Tag: White-Streaked Grouper (Epinephelus ongus)

The White-Streaked Grouper (Epinephelus ongus) is a fairly common member of of the Grouper (Serranidae) family which spends much of its time resting beneath corals, rocks or crevices.

Unlike many of its relatives, it is a particularly shy species, often dashing for cover when approached. This makes it relatively difficult to photograph and identify, and is probably the reason that it appears less common than it actually is.

Growing to a maximum size of around 40cm, the White-Streaked Grouper undergoes a dramatic change between its juvenile and adult stages. This is in contrast with many of its local relatives, such as the Black-Tip Grouper (Epinephelus fasciatus), which changes very little in physical appearance throughout its lifetime.

Adult White-Streaked Groupers are reasonably easy to identify with their overall olive green/brown - pale grey colouration with numerous small pale/white spots over the body and fins, many of which merge to form the white streaks from which it gets its "common" name.

The spot/line markings may be noticeably less distinctive, or almost completely absent from the head, particularly around the face and gill cover (operculum) areas.

The dorsal, anal and rounded caudal fins have a dark, diffuse sub-margin edged with a narrow white margin which is lacking from the ventral and pectoral fins.

The pectoral fins may also exhibit fewer spot markings than the rest of the body whilst the ventral fin may be totally lacking in markings.

In stark contrast to the adults, the juvenile (which is rarely seen) is a very distinctive black overall with white "polka dots" covering its entire body and fins, including the translucent yellow pectoral fins.

As with many local fish species, it seems the juvenile White-Streaked Grouper seeks the protection of the shallower reef areas such as those at the Angthong Marine Park, before venturing out to the deeper offshore locations such as Sail Rock where it is frequently encountered.

The White-Streaked Grouper (Epinephelus ongus) is a fairly common member of of the Grouper (Serranidae) family which spends much of its time resting beneath corals, rocks or crevices.

Unlike many of its relatives, it is a particularly shy species, often dashing for cover when approached. This makes it relatively difficult to photograph and identify, and is probably the reason that it appears less common than it actually is.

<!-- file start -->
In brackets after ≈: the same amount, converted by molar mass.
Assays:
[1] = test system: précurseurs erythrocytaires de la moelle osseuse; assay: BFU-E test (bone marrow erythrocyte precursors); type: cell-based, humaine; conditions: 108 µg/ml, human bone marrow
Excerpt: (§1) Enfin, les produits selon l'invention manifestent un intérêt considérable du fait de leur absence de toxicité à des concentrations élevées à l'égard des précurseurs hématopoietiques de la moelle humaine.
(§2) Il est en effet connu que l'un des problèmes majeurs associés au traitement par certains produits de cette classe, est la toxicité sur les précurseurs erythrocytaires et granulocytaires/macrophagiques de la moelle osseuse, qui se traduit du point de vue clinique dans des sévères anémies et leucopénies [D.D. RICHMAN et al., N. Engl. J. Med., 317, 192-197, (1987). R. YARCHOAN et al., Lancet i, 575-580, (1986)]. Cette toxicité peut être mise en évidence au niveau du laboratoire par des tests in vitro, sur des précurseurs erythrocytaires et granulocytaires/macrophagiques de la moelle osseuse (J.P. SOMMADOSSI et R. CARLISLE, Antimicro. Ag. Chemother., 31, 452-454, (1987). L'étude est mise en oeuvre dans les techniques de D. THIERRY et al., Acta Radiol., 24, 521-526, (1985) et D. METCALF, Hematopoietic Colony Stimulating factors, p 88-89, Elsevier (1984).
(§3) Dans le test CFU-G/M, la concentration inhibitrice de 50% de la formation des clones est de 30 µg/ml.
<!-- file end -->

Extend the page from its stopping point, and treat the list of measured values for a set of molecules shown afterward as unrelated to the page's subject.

Growing to a maximum size of around 40cm, the White-Streaked Grouper undergoes a dramatic change between its juvenile and adult stages. This is in contrast with many of its local relatives, such as the Black-Tip Grouper (Epinephelus fasciatus), which changes very little in physical appearance throughout its lifetime.

Adult White-Streaked Groupers are reasonably easy to identify with their overall olive green/brown - pale grey colouration with numerous small pale/white spots over the body and fins, many of which merge to form the white streaks from which it gets its "common" name.

The spot/line markings may be noticeably less distinctive, or almost completely absent from the head, particularly around the face and gill cover (operculum) areas.

The dorsal, anal and rounded caudal fins have a dark, diffuse sub-margin edged with a narrow white margin which is lacking from the ventral and pectoral fins.

The pectoral fins may also exhibit fewer spot markings than the rest of the body whilst the ventral fin may be totally lacking in markings.

In stark contrast to the adults, the juvenile (which is rarely seen) is a very distinctive black overall with white "polka dots" covering its entire body and fins, including the translucent yellow pectoral fins.

As with many local fish species, it seems the juvenile White-Streaked Grouper seeks the protection of the shallower reef areas such as those at the Angthong Marine Park, before venturing out to the deeper offshore locations such as Sail Rock where it is frequently encountered.

Alan's picture
White-Streaked Grouper (Epinephelus Ongus)

This photograph of an adult White-Streaked Grouper (Epinephelus Ongus) at Sail Rock clearly shows the main distinguishing features of the species in local waters eg.

Alan's picture
White-Streaked Grouper (Epinephelus Ongus)

This photograph shows a paler-coloured adult White-Streaked Grouper (Epinephelus Ongus) at Mae Haad/Koh Ma.

Alan's picture
White-Streaked Grouper (Epinephelus Ongus)

An adult White-Streaked Grouper (Epinephelus Ongus) shares a crevice with a Redcoat Squirrelfish (Sargocentron Rubrum) at Sail Rock.